Mission: Impossible — Rogue Nation

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06 August 2015| No Comments     by Sean Chavel

 

Part IV and Part V are in a class by themselves. Mission: Impossible – Rogue Nation is consistently amazing and features some of the best action cinematography of the last twenty years. There is a duel between assassins at a Vienna opera house that is the epitome of that virtue, with the choreography, the lighting, the timing and camera movement that go hand in hand. Tom Cruise reprises his most popular role as the fearless Ethan Hunt, and once again is up to hanging onto planes in flight, death-defying leaps from great heights, navigating through a water chamber that’s propelled with complicated turbines, car chases through peerless locales (this time London, England and Casablanca, Morocco) and a wonderfully twisty plot that depends on many role deceptions.

My favorite Impossible babe of the series is Paula Patton from Part IV’s “Ghost Protocol,” but the beautiful Rebecca Ferguson as British agent Ilsa, both regal and lethal, is probably Hunt’s best interaction with a female counterpart to date. It’s a tease about whether or not she is going to come back in the next installment. She’s pretty terrific.

The plot is rehashed but heightened and amplified from earlier scripts. Once again, the reputation of the IMF has been tarnished and as a result been disassembled by the American CIA (Alec Baldwin is the unforgiving CIA boss), and it’s up to Hunt’s team to clear their name and thwart a terrorist group that’s been formed by disgraced secret service agents from broken governments around the world. The villain is Solomon Lane (Sean Harris), a smug pseudo-intellectual baddie whose evil mayhem can be bought off by money bribes. The plot consists of agent turncoats and assassination targets, lame duck government leaders and corrupt officials (secondary villains) – all of them culminating at some relatively logical end.

I can’t say I always knew what precisely was going on plot-wise – I’m thankful for the Prime Minister’s monologue in the last act, which once said, sorts out everything with marvelous clarity. But Christopher McQuarrie, the writer of “The Usual Suspects” and formerly unseasoned director of “Jack Reacher” (Cruise’s only limp thriller), always keeps you engaged by the burst of urgency even if you’re momentarily befuddled. His camera movement, and slow zoom-ins and zoom-outs with a specific crescendo tempo, is just like the panache that director Brian DePalma brought to the 1996 “Mission: Impossible” and is reminiscent of DePalma films in general.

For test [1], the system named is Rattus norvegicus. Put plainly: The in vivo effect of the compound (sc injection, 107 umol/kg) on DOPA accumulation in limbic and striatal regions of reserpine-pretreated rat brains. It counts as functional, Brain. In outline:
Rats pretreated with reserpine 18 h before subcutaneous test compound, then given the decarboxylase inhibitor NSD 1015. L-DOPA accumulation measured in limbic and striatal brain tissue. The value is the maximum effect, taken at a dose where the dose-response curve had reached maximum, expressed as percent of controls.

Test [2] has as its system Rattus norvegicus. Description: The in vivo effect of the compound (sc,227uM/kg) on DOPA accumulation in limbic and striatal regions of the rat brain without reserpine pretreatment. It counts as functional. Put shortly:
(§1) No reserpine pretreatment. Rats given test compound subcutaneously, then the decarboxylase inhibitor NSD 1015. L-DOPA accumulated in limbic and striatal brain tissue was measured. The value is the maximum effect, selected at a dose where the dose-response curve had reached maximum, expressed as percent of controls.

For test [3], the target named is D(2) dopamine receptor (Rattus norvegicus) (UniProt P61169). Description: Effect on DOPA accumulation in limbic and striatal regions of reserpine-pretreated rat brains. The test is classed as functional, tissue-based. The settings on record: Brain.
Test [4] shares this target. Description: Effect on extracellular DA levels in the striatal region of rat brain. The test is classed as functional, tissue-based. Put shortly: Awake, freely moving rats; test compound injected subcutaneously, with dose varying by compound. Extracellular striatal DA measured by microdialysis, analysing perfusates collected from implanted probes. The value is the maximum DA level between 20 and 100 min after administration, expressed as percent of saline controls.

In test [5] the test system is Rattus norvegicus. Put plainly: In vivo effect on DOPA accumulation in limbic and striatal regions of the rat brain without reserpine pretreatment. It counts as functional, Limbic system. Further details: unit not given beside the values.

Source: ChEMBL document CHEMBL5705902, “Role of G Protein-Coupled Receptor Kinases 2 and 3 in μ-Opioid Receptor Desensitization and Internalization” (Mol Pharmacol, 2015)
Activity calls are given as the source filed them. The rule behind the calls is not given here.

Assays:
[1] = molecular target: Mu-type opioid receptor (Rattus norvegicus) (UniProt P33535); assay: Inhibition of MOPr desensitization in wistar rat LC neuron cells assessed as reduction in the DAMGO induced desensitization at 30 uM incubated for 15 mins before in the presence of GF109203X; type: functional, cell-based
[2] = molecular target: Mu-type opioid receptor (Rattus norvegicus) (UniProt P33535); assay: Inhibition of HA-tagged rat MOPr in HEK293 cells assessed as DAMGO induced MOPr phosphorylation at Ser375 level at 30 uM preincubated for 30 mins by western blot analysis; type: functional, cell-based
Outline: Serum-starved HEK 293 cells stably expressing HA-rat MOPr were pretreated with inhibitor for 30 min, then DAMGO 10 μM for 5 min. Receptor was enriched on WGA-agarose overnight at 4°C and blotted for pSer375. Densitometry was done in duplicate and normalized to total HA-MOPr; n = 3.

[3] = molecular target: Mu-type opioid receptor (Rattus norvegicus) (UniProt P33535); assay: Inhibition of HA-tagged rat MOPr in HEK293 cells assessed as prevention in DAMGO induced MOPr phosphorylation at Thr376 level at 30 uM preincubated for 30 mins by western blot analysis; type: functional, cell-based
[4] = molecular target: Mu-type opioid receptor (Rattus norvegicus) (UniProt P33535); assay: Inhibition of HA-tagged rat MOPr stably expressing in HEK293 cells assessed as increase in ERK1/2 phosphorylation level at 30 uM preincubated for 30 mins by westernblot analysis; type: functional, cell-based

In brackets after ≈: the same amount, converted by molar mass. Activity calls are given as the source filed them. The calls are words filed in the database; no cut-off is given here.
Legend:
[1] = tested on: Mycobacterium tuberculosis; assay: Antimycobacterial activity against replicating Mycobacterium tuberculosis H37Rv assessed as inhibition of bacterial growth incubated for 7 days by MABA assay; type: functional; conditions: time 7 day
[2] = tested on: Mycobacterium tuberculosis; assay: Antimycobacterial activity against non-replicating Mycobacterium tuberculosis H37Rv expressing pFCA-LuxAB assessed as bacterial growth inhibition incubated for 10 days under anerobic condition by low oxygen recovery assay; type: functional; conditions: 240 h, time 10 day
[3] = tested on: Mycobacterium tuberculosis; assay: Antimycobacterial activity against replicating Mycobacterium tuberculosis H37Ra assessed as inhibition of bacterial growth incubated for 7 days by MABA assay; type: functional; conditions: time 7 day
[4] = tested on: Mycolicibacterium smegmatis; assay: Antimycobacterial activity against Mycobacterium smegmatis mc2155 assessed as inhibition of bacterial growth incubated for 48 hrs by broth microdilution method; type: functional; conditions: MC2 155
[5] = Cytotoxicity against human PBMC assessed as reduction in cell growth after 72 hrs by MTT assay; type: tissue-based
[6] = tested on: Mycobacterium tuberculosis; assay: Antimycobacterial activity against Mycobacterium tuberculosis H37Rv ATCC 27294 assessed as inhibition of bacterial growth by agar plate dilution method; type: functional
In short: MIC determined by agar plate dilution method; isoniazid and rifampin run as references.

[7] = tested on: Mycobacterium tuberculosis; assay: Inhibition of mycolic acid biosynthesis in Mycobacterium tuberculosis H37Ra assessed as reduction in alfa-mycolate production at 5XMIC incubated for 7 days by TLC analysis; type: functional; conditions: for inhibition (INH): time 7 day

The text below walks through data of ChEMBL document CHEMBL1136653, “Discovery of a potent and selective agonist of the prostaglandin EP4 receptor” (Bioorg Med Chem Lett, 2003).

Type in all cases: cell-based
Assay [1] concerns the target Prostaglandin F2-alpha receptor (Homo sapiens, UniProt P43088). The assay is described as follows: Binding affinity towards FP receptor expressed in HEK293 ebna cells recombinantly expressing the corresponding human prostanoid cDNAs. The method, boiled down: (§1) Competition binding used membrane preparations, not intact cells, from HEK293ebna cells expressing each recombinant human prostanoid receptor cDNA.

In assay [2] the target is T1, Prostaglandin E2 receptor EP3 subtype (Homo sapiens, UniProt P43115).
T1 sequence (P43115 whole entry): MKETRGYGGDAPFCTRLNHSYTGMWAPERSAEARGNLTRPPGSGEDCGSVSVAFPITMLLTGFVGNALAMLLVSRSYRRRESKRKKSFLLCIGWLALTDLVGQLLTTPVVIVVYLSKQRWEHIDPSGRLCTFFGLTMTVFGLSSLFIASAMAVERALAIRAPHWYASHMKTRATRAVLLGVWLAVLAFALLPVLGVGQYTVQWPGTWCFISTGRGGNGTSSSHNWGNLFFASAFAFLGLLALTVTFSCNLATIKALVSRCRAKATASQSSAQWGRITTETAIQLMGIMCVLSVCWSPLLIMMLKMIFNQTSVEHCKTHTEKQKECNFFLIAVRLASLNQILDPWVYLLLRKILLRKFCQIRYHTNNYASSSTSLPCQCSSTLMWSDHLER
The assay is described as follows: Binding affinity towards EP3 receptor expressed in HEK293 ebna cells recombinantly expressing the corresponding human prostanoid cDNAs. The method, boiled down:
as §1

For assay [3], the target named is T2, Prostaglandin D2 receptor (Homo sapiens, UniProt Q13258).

I consider “Mission: Impossible II” to be the only loser, but this has become the most reliable of action franchises. Cruise is of course the producer of these films, and he brings in the best talent together to inspire the best execution of raw stuntwork. Rollicking and short on visual flaws, “Rogue Nation” is an instant action classic. Also with Jeremy Renner, Ving Rhames, Simon McBurney, Jens Hulten and of course Simon Pegg’s perfectly timed comic relief.

131 Minutes. Rated PG-13

ACTION-SUSPENSE / THINKING TEENS / FRIDAY NIGHT THRILL RIDE 

Film Cousins: “Mission: Impossible” (1996); “Mission: Impossible II” (2000); “Mission: Impossible III” (2006); “Mission: Impossible – Ghost Protocol” (2011).

Mission Impossible 5 Rogue Nation_Action Art

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Sean Chavel
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Mission: Impossible -- Rogue Nation
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Sean Chavel

About The Author / Sean Chavel

Sean Chavel is a Hollywood based author and movie reviewer. He is the Executive Director of flickminute.com, a new website that has adapted the movie review site genre by introducing moodbased and movie experience based reviews.

 

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